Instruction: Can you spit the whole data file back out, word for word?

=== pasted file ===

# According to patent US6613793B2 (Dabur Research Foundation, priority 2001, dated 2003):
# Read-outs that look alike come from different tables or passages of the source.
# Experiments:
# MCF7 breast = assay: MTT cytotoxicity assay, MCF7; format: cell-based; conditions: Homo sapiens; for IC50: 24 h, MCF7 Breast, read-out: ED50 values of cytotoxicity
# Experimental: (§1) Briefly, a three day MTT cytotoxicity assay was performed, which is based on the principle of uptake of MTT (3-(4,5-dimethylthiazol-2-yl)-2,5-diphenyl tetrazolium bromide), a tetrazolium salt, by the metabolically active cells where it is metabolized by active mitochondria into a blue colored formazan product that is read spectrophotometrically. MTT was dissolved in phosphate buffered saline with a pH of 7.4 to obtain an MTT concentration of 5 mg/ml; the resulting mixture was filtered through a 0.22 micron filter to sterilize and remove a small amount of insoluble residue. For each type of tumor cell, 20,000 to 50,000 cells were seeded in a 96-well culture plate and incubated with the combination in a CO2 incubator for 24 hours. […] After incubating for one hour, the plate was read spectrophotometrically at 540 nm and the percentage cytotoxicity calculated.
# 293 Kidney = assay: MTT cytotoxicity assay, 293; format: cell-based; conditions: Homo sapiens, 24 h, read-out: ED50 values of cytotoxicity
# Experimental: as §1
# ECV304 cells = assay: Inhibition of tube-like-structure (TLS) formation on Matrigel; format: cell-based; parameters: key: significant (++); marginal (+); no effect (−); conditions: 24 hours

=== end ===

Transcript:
# According to patent US6613793B2 (Dabur Research Foundation, priority 2001, dated 2003):
# Read-outs that look alike come from different tables or passages of the source.
# Experiments:
# MCF7 breast = assay: MTT cytotoxicity assay, MCF7; format: cell-based; conditions: Homo sapiens; for IC50: 24 h, MCF7 Breast, read-out: ED50 values of cytotoxicity
# Experimental: (§1) Briefly, a three day MTT cytotoxicity assay was performed, which is based on the principle of uptake of MTT (3-(4,5-dimethylthiazol-2-yl)-2,5-diphenyl tetrazolium bromide), a tetrazolium salt, by the metabolically active cells where it is metabolized by active mitochondria into a blue colored formazan product that is read spectrophotometrically. MTT was dissolved in phosphate buffered saline with a pH of 7.4 to obtain an MTT concentration of 5 mg/ml; the resulting mixture was filtered through a 0.22 micron filter to sterilize and remove a small amount of insoluble residue. For each type of tumor cell, 20,000 to 50,000 cells were seeded in a 96-well culture plate and incubated with the combination in a CO2 incubator for 24 hours. […] After incubating for one hour, the plate was read spectrophotometrically at 540 nm and the percentage cytotoxicity calculated.
# 293 Kidney = assay: MTT cytotoxicity assay, 293; format: cell-based; conditions: Homo sapiens, 24 h, read-out: ED50 values of cytotoxicity
# Experimental: as §1
# ECV304 cells = assay: Inhibition of tube-like-structure (TLS) formation on Matrigel; format: cell-based; parameters: key: significant (++); marginal (+); no effect (−); conditions: 24 hours